Wrangell’s cemeteries are running out of space

This hand-tinted photograph shows Wrangell's cemetery circa 1930.
This hand-tinted photograph shows a cemetery in Wrangell circa 1930. (Photo by H.A. Ives/Courtesy Alaska State Library, ASL-P345-006)

Wrangell is about the last place anyone would consider crowded — unless you’re no longer among the living. In that case, the town has just about run out of room for you. Wrangell is coping with a shortage of burial space for residents who’d like to remain in the community after death.

In Wrangell, there’s no mortuary. The deceased are sent to Ketchikan for embalming and cremation. Caskets are purchased from a funeral home or retailer off the island.

So pastors like Kem Haggard of Wrangell’s Harbor Light Church don’t just provide the religious services, he often walks families through the final arrangements as well.

“I love our small community, but it really does provide some challenges, especially at a time when we’re all grieving,” he said.

Haggard and the families do manage it — they have to. But those final arrangements now have an added challenge: The city is running out of burial plots. Haggard is aware of this, and it’s why he encourages cremation. But he wouldn’t want any family to have to go against the final wishes of a parent or spouse, if they preferred their body be intact.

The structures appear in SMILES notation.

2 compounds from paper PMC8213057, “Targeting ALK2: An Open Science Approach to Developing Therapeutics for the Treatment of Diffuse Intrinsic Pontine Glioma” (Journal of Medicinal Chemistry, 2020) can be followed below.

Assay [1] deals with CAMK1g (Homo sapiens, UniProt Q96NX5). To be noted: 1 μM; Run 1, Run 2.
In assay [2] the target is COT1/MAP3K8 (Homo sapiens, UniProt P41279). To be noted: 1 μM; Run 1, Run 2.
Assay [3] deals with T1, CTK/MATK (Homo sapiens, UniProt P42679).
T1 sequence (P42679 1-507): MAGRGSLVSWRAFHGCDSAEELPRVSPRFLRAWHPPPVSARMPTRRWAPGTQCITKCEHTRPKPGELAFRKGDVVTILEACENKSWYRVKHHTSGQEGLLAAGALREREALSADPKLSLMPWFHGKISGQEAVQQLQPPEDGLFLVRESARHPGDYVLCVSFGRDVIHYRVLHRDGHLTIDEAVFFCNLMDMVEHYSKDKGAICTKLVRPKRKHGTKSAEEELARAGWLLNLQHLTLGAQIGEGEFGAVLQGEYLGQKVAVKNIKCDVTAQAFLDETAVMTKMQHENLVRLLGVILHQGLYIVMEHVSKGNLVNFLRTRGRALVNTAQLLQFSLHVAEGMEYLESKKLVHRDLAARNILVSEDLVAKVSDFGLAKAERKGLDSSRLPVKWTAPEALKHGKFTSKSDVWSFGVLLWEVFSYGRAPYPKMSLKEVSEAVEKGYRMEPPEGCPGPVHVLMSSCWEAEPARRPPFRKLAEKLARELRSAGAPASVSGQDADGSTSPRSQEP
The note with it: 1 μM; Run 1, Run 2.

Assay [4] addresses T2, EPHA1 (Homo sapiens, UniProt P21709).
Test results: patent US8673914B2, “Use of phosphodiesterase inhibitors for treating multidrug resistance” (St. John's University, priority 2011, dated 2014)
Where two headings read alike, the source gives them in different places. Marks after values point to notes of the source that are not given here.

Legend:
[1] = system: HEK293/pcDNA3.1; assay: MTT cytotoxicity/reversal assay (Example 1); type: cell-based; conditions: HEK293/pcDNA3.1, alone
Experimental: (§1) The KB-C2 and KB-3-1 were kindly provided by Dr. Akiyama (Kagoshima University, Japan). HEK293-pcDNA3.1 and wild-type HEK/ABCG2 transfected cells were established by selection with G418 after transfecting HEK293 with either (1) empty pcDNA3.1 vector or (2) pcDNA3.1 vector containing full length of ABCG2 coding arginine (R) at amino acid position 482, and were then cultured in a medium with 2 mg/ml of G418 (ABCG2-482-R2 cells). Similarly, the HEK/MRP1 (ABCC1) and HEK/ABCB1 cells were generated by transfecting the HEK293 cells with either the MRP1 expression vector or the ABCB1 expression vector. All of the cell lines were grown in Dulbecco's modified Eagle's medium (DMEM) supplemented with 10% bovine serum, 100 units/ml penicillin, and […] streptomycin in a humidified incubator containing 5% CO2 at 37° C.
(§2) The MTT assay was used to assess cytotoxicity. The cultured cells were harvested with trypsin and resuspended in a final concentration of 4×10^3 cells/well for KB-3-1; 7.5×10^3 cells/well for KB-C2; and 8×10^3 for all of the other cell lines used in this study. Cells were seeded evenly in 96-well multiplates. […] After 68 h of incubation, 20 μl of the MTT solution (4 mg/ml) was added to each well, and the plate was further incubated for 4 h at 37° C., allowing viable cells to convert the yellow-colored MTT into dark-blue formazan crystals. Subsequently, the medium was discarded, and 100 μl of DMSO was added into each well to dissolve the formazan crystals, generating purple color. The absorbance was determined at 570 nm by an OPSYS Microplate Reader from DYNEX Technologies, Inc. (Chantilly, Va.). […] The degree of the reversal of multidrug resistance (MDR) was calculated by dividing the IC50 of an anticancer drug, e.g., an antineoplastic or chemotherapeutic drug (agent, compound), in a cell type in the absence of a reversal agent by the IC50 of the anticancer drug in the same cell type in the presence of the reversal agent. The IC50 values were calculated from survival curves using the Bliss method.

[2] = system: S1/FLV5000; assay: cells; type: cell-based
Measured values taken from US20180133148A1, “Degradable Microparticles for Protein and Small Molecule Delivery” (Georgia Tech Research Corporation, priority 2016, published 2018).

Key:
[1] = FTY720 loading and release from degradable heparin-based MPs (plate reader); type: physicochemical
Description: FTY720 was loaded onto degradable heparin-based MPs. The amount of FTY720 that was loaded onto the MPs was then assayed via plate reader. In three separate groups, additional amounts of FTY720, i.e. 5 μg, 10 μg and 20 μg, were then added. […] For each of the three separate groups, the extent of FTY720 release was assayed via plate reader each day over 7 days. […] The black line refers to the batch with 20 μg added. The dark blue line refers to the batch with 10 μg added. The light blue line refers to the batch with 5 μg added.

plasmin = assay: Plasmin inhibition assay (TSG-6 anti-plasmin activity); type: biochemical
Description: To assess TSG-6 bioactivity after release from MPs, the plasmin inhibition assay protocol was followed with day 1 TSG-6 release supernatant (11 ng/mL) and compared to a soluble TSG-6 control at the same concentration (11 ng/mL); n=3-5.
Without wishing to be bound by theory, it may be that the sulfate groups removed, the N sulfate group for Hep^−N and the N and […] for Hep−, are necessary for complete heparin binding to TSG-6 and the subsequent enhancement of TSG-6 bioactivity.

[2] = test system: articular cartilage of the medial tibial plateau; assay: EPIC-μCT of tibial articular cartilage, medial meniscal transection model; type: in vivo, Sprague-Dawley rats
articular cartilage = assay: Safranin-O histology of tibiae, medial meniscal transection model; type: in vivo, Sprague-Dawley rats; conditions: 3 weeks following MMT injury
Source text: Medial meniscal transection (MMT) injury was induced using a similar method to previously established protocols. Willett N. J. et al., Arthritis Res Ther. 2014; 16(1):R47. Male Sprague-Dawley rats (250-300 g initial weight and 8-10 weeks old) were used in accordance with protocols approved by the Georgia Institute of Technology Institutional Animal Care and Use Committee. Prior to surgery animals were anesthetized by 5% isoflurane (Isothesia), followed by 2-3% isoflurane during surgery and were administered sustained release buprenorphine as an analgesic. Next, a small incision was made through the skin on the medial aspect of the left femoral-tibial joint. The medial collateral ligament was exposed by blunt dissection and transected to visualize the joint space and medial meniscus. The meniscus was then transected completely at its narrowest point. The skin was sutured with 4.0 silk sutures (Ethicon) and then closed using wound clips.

“We don’t want to put additional burdens on the family. They’re already dealing with the loss, not on top of, ‘OK we’re going to have to change those wishes of someone we love,’ that can be really difficult,” Haggard said.

There are only five burial plots remaining in Wrangell’s two city-owned cemeteries, according to City Clerk Kim Lane. Once they’re gone, the alternatives are not looking promising.

At Sunset Gardens Cemetery, there’s extra land for up to a dozen plots. But Lane said the land can’t be excavated. Areas have large roots that would be difficult to dig through.

Then there is the older Memorial Cemetery. The city acquired the cemetery in the 1940s, but folks were buried there long before that. When the city went looking for more grave space there, it wound up in an awkward situation.

“When the crew in the past had gone to dig a plot, there were some times when they would find the plots are occupied,” Lane said.

She said plenty of burials don’t have markers in that cemetery. Wooden crosses could have very well deteriorated over the years with no one to replace them.

“So there are quite a few plots that are marked unknown because there was no marker or headstone there before the city took it over,” Lane said.

The city continues to discuss developing other land parcels for more space. The former Wrangell Institute property is at the top of its list, but nothing has been decided on.

Cremation is becoming more common and could ease pressure on Wrangell’s few remaining burial plots. Lane said the last body burial was one year ago. But since the start of the year, seven urns of ashes have already been placed in plots or in the niches of the columbarium, leaving 22 niches available for purchase. Anticipating a shortage there, the city recently bought another columbarium for $50,000. That structure should be available for interment this spring.

While city officials are hopeful that these new facilities will accommodate everyone who wants to remain eternally in this tiny island town, a final answer to Wrangell’s burial problem remains to be seen.

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